Leadership & Members

Leadership

David W. Speicher, Ph.D.

Caspar Wistar Professor in Computational and Systems Biology

Professor and Program Co-leader, Molecular and Cellular Oncogenesis Program

Director, The Wistar Institute Center for Systems and Computational Biology
Scientific Director, Proteomics Facility

David Speicher has been a member of The Wistar Institute since 1986. He received his Ph.D. in Biochemistry at the Pennsylvania State University and his post-doctoral training at Yale University. Dr. Speicher is the author of a textbook on proteomics and is an editor or serves on the editorial board of four major scientific journals. The Speicher laboratory is contributing significantly to the development of the new discipline of proteomics, the systematic study of the full set of proteins produced by a given cell or tissue type. Through a better understanding of proteomics, the Speicher laboratory looks to develop new biological markers for disease and new targets for future drugs.

Research interests include:

  • Proteomics and systems biology analysis of human cancer metastasis and drug resistance.
  • Discovery and validation of prognostic and pharmacokinetic biomarkers of cancers.
  • Discovery and validation of prognostic biomarkers of ectopic pregnancy.
  • Macromolecular interaction mechanisms in complex protein systems.
  • Structure, function, assembly, and regulation of membrane skeletal proteins.

 

Louise C. Showe, Ph.D.

Professor, Molecular and Cellular Oncogenesis Program
Scientific Director, Genomics Facility
Scientific Director, Bioinformatics Facility
Associate Director, Center for Systems and Computational Biology

Louise Showe received her Ph.D. in Biology from the University of Pennsylvania and did her post-doctoral studies at the Biozentrum der Universitat, Basel, Switzerland. She is a professor and member of the Immunology and Molecular Oncogenesis programs at The Wistar Institute, and Wistar Professor of Dermatology at the University of Pennsylvania. She is also a member of the Executive Committee for the Greater Philadelphia Bioinformatics Alliance and past co-chair for research for the PA Cancer Control Consortium.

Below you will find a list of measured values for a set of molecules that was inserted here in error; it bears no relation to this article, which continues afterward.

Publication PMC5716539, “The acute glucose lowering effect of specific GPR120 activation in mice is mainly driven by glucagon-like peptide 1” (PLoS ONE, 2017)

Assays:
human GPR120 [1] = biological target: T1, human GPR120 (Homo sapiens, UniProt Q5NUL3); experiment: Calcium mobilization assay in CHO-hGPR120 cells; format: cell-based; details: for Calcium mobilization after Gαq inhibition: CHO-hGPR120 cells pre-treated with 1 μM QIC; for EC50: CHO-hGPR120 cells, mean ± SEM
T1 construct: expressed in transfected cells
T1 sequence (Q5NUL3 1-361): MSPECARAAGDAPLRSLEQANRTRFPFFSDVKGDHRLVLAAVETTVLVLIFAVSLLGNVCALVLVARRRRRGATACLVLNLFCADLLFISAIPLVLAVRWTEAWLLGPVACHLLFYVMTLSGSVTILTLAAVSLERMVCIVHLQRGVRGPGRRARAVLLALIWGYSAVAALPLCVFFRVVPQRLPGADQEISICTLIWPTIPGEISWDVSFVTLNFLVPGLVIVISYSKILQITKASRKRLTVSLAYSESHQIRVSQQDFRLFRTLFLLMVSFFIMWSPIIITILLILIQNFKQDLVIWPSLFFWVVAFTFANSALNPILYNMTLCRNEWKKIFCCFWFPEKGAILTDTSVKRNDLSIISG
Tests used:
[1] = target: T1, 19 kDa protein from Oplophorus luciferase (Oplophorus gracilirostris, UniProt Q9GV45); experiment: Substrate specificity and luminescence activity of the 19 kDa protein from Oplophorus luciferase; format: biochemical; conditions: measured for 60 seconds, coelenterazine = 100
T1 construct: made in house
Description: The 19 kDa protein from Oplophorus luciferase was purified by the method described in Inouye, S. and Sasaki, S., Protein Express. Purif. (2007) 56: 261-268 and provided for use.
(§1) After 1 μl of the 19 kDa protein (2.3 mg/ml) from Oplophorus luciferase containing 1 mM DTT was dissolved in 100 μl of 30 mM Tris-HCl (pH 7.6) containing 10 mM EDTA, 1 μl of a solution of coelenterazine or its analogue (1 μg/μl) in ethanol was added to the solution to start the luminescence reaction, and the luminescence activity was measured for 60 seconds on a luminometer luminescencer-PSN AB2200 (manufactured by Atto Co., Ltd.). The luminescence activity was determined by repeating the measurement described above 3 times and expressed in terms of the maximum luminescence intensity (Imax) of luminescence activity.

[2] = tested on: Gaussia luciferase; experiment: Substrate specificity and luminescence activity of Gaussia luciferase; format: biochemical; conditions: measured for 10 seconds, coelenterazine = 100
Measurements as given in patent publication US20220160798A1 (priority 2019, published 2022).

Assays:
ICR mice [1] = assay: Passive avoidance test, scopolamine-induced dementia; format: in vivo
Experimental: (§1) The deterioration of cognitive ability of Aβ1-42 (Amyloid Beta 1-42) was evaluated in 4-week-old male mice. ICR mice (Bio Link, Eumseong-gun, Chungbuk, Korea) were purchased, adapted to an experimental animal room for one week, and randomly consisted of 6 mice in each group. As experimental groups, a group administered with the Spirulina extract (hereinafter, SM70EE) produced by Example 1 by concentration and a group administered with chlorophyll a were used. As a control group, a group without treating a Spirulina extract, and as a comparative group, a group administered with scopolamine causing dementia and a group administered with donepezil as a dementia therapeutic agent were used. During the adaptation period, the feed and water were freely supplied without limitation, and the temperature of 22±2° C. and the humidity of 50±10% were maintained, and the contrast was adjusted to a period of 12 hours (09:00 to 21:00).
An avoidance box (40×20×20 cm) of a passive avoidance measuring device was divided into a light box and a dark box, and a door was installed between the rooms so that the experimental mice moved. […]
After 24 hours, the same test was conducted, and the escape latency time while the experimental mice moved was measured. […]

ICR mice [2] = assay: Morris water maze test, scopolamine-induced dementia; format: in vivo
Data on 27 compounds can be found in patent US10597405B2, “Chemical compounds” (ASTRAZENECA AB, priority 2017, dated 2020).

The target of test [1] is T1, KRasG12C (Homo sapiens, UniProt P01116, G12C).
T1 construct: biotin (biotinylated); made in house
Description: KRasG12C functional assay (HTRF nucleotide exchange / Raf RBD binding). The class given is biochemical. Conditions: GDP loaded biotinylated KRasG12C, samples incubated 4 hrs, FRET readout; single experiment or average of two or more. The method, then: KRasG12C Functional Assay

Her present research interests have focused on using functional genomics approaches to understanding disease processes with an emphasis on the immune system and cancer. Dr. Showe was awarded one of the first 10 National Cancer Institute’s Directors Challenge grants to develop new molecular criteria for the classification of cancers. She established the first functioning genomics facility in the Philadelphia region and has served as its scientific director since 1999. Her laboratory has actively contributed to the development of bioinformatics at Wistar, focusing on microarray analysis and the development of algorithms for understanding the biology of micro-RNAs, which are short strands of RNA that have been found to have a functional effect in changing how genes are read or “expressed.” 

Research interests include:

  • Identifying patterns of gene and microRNA expression in the development of signatures for diagnosis, prognosis, and response to therapy in non-small cell lung cancer, T cell lymphoma, and HIV.
  • Understanding the immune response to cancer and auto immune disorders.
  • The aging immune response in cancer and vaccine development.

Members

Harold C. Riethman, Ph.D.

Associate Professor, Molecular and Cellular Oncogenesis Program

Research interests include:

  • Global analysis of human telomeric and subtelomeric DNA using NextGen sequencing technology.
  • Telomere length and stability as a biomarker for aging and cancer.
  • Technology for detection and quantitation of telomeric DNA aberrations in cancer.
  • Mechanisms of telomere dysfunction.

 

Qihong Huang, M.D., Ph.D.

Ph.D., Assistant Professor, Molecular and Cellular Oncogenesis Program

Research interests include:

  • Functional genomics analysis of tumor development and metastasis.
  • Discovery and functional analysis of non-coding RNAs in tumor progression and metastasis.
  • Discovery of small molecule modulators of microRNAs.

 

Ken-ichi Noma, Ph.D.

Assistant Professor, Gene Expression and Regulation Program

Research interests include:

  • Modeling the three-dimensional structure of the fission yeast genome.
  • Modeling the three-dimensional structure of the human genome.

 

Qin Liu, M.D., Ph.D.

Associate Professor. Molecular and Cellular Oncogensis Program

Research interests include:

  • Application of biostatistics in breast and ovarian cancer.